Technology

Huawei denies offer to invest in ex-unicorn Royole, a bankrupt Chinese flexible display maker


That denial was issued on Monday in response to a WeChat post, which went viral on Sunday across Chinese social media, by former Royole independent director Liu Shuwei, who serves as director of the China Enterprise Research Centre at the Central University of Finance and Economics in Beijing.

The post stated that Huawei had proposed investing in Royole during its early days to secure exclusive supply of its flexible screens. Royole rejected this offer, according to Liu.

“Huawei has no such investment plans and has not initiated any investment requests,” the Shenzhen-based telecoms gear and smartphone maker said.
Royole Corp founder, chairman and chief executive Bill Liu Zihong unveils FlexPai, the world’s first foldable smartphone, in Beijing on October 31, 2018. Photo: Handout
Huawei’s concise counterstatement marks the latest dent on the reputation of flexible display maker Royole, which was valued at more than US$6 billion at its peak when its big-name backers included Shenzhen Capital Group, IDG Capital and Green Pine Capital Partners.

That comes after Royole’s creditors on May 15 succeeded in their bankruptcy petition to a Shenzhen court. According to a recently released court document, Royole’s inaugural creditors’ meeting has been set for September.

Royole exhibits its new smart home speaker with a flexible display at the CES trade show in January 2020. Photo: Shutterstock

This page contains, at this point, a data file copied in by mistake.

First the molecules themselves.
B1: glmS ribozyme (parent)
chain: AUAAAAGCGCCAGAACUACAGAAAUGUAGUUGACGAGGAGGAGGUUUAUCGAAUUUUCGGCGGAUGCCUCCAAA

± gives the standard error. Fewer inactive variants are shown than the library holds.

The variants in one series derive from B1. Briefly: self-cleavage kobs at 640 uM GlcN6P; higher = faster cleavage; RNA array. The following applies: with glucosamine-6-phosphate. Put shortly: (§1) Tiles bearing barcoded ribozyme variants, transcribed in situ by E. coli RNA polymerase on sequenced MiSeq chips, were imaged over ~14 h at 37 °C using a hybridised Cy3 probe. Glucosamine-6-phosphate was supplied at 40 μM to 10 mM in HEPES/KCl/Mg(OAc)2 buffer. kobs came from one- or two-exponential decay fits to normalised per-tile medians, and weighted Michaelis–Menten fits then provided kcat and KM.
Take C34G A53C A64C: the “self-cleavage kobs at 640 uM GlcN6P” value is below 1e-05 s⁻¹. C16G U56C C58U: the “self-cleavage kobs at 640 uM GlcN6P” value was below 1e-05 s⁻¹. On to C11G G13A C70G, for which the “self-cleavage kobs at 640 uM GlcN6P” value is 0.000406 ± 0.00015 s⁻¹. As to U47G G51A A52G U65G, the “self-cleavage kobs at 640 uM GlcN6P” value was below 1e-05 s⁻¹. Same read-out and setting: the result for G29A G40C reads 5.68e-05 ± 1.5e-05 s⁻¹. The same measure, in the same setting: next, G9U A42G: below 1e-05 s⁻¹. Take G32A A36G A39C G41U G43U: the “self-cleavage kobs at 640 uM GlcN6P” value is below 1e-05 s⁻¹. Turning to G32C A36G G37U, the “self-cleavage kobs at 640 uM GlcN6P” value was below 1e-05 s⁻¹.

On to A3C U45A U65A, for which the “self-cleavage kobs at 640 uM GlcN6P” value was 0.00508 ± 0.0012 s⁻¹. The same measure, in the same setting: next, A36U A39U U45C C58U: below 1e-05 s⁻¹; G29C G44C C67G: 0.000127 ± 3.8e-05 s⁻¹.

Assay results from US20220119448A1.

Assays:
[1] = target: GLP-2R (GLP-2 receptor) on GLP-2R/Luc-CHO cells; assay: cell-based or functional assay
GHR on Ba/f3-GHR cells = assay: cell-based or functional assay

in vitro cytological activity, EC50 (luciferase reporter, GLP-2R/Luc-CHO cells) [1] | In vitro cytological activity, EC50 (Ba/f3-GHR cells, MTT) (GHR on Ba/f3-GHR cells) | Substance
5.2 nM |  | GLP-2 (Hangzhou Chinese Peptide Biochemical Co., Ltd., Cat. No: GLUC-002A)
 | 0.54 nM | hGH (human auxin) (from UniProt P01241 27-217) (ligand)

The company touted various applications for its flexible screen technology including for smart home gadgets, smart writing pads, wearable displays, 3D mobile theaters and even for car infotainment systems.

While it attracted deep-pocketed investors, Royole’s strategy was flawed, according to analysts. “It is challenging to commercialise [a product like a smartphone] based solely on screen technology,” said Amber Liu, research manager at Canalys. “The success of a mobile phone product depends on numerous factors, including software and hardware development, market branding strategies and other new technologies.”

According to the firm’s IPO prospectus, it suffered a 961 million yuan (US$133 million) loss in the first half of 2020. It also posted losses of 1.1 billion yuan in 2019 and 802 million yuan in 2018.

While Royole fell short of its ambitions, the global market for foldable smartphones has grown significantly. This market is expected to see shipments of 20.6 million foldable smartphones in 2024, up from 15.5 million units in 2023, according to data from research firm Canalys.



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